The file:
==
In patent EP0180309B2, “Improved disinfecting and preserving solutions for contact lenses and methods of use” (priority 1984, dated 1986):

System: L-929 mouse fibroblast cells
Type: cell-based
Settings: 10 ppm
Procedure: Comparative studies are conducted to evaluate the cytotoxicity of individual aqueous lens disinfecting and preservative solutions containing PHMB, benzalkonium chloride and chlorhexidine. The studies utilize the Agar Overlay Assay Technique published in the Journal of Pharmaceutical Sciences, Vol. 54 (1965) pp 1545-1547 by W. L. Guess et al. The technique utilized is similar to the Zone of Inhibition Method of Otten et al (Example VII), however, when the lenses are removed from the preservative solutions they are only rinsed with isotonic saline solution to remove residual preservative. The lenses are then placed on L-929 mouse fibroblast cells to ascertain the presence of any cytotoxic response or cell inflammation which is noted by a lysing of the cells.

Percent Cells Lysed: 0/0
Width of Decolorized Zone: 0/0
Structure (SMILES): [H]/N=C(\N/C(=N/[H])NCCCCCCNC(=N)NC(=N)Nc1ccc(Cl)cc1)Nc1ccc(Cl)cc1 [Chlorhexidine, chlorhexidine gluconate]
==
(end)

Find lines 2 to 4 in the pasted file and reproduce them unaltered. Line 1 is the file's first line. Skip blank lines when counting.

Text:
System: L-929 mouse fibroblast cells
Type: cell-based
Settings: 10 ppm